In order to look after your bike you need to give it regular maintenance. Here is a list of tools I must have in my workshop.
It’s convenient working on vintage bicycles. Compared to the modern day ride the tools for vintage bikes are for the most part still the same and for the most part I enjoy the simplicity of these mechanical devices, and apparatus.
Before you buy any new tools, take a look around as you most likely already have the majority of the tools you need. Providing you have the majority of the tools shown here you’ll be ready for some bike maintenance.
Two types of screwdrivers you will generally have are a flat head and a Phillips screwdriver. I use a Phillips Screwdriver for generally adjusting the front and rear derailleur. The flat head can be used for adjusting the down shifter gear levers. They are also used for plastic dust covers on cranks and pedal arms and handle bar end caps.
Anything mechanical generally uses spanners. Depending on the age of the bicycle you are working on, areas can include brake callipers. The most common sizes are 8, 9, 10 and 11mm.
These are generally not regarded as bicycle tools. Their are some bike maintenance jobs that you can only use a socket set on – such as crankset, where the bolts and nuts are buried.
Very universal tool great for gripping brake and gear cables however not so good for cutting cables with. For generally holding things in place you need a good set of pliers.
Adjustable spanners are a great handy tool and can be used on headsets, bottom brackets and other items. However this is a general tool and dedicated designed tools for these items are more recommended.
Allen Keys are needed on various items of the bike depending on the age of the bicycle they are becoming utilised in newer bikes such as Handlebar Stem, Brake Levers Brake Callipers, Brake and Gear cable bolts Chainring Bolts, Bottle Cage mounts, Seat Post bolt and even Pedals.
A good sharp blade is needed for cutting off excess handlebar tape and electrical insulation or finishing off tape. The knife is also useful for removing bar tape and also unwanted cable ties.
It is well worth investing in a good set of wire/cable cutters. Pliers include wire cutters however these do not do the job as good and more often than not squash the cable rather than cutting it.
A hammer is always a good tool to have around and should be only used if physical strength is not enough. I’d recommend between a 16 and 20 ounce hammer.
If you are replacing a tyre, fixing a puncture, or needing to replace a spoke in the wheel – tyre levers are an essential item.
Spoons out of the cutlery draw have been used in the past too, however these can damage and bend, not to mention they can also nick the inner tube creating more punctures! Tyre leavers are very inexpensive and when traveling out cycling they are an item that you should not leave home without. You can generally get away with only using two of them, I would choose.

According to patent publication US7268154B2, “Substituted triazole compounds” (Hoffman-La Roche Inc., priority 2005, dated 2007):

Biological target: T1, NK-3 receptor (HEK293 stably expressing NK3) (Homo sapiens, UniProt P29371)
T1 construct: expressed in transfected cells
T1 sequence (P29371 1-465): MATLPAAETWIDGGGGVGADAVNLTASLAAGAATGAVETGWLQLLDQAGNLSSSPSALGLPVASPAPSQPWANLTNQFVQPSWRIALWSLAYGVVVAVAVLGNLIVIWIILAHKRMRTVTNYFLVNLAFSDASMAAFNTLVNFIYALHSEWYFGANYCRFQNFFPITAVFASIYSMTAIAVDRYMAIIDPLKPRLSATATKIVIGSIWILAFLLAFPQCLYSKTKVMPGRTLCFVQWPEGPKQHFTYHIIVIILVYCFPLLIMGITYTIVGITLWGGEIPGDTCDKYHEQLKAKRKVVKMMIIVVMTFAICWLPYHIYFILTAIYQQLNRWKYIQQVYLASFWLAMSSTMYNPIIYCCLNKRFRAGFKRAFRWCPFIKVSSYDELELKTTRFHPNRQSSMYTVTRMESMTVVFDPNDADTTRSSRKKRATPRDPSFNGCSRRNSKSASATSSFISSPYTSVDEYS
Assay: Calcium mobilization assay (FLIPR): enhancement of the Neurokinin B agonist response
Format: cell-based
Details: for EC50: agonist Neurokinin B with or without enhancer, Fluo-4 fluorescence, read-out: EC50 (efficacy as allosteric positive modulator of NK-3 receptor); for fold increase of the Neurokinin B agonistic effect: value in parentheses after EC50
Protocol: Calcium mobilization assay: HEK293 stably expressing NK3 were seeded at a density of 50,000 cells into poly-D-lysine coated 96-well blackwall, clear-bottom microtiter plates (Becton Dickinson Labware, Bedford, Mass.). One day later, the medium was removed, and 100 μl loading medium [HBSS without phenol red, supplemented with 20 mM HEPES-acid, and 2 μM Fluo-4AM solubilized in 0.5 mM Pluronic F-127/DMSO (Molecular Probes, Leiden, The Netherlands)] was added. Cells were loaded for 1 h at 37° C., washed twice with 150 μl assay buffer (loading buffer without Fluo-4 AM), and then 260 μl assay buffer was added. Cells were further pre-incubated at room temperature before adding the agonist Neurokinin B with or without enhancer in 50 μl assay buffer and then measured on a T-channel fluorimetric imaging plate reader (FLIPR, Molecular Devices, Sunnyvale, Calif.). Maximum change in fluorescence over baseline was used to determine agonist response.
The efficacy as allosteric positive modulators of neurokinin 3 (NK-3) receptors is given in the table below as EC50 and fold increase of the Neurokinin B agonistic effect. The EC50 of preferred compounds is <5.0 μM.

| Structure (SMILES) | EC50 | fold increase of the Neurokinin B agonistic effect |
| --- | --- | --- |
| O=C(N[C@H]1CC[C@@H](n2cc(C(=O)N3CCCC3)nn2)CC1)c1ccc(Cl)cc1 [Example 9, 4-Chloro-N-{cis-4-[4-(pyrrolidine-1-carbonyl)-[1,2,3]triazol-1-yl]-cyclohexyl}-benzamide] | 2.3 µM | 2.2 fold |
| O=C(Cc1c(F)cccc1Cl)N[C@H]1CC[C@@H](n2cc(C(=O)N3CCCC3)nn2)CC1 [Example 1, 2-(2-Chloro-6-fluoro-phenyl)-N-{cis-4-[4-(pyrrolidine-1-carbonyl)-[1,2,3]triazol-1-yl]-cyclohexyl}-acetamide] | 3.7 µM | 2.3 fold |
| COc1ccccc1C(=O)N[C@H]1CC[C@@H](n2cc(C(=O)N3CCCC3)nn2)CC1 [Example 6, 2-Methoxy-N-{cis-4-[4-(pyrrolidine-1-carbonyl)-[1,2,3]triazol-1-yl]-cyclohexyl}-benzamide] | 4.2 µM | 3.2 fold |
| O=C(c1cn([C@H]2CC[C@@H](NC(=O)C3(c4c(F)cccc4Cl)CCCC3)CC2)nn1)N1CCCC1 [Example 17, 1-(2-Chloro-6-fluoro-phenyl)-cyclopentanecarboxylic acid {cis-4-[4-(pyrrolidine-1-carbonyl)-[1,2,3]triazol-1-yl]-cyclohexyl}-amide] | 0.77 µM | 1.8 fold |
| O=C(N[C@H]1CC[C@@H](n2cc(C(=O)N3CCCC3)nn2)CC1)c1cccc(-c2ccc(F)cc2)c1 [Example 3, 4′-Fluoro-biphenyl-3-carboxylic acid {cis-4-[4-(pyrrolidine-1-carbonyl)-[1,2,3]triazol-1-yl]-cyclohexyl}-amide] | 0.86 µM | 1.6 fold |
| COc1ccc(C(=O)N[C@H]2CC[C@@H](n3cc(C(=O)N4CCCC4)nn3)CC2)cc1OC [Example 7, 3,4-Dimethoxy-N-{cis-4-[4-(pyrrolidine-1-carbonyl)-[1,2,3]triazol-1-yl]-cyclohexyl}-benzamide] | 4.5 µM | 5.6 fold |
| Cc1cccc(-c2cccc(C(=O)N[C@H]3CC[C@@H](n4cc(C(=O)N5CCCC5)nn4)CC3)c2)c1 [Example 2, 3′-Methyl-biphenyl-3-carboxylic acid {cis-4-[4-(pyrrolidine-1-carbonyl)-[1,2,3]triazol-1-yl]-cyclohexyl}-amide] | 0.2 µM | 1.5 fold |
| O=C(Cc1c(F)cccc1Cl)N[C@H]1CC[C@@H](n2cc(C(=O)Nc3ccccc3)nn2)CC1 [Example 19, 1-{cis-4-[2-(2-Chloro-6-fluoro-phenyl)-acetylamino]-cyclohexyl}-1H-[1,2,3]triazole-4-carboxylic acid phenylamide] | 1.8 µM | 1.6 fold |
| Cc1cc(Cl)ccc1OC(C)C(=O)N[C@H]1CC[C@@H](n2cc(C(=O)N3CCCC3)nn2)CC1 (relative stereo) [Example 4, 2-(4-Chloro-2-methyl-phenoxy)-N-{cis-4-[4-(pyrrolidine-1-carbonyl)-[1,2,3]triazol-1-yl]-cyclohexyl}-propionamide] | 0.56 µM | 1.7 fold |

Another Item that is an absolute necessity, there are two types :
A Hand pump.
B: Track pump.
You should not go on any any ride without means of inflating your tyres and a hand pump is ideal for this. These work fine but you will not get the same pressures compared to the track pump, in addition they are a lot of hard work compared to having a track pump at home.
Chain Splice Tool
If you are wanting to strip any bike then this is one tool you will need. Not only do I have a few of these in my workshop, but I also even take one of these in a smaller version out cycling with me. You cannot get away with using any other tool for this job, this is one handy tool you will need. They come as one complete item and are easy to pick up at a very low cost at your local bike store or online.
Crank Extractor Tool
When your crank is a Cotter pin type then all you need to extract is a hammer and a small spanner. Otherwise you will need a Crank Extractor tool these are inexpensive tools to buy but are a essential. If you don’t use a Crank Extractor you can easily damage the crank. I tend to use a socket set with this tool, or in some cases a spanner. It’ easier to do with a socket.
Cup and Axle Bottom Bracket Spanners
Having the right tool for the job really does make a difference. A cup and axle bottom bracket is essential. I used remove the cup, with a hammer and chisel, it can be done, but if your just beginning I would recommend you get the right tool. I say this as using the more traditional hammer method can damage the locking ring and it is also much harder to do than using a simple and inexpensive tool that is made for the job.
The two spanners that are perfect for this are the C-Spanner and Pin-Spanner. These are purpose designed spanners that fit perfectly to the cups on the bottom bracket.
Cartridge Bottom Bracket Tool
Sealed bottom brackets or cartridge bottom brackets can be found on a modern ride as they can on vintage bikes. They are a nice solution and a maintenance free replacement for the Cup and Axle type. Keep in mind that manufactures have different adapters to fit the collar for securing the cartridge to the frame.
Lockring Tool and Chain Whip
These two items are used together. They are used for removing the Free hub or sprockets from the rear wheel.
Oils and lubricants
Ordinary greases have a tendency to thicken up with age and also break down when exposed to water. It is well worth investing in bike friendly lubricants. The advancements in these have come on leaps and bounds over the last few years with such companies as Muc-off investing a lot of time and money in research & development they have demonstrated both improve performance and better protection.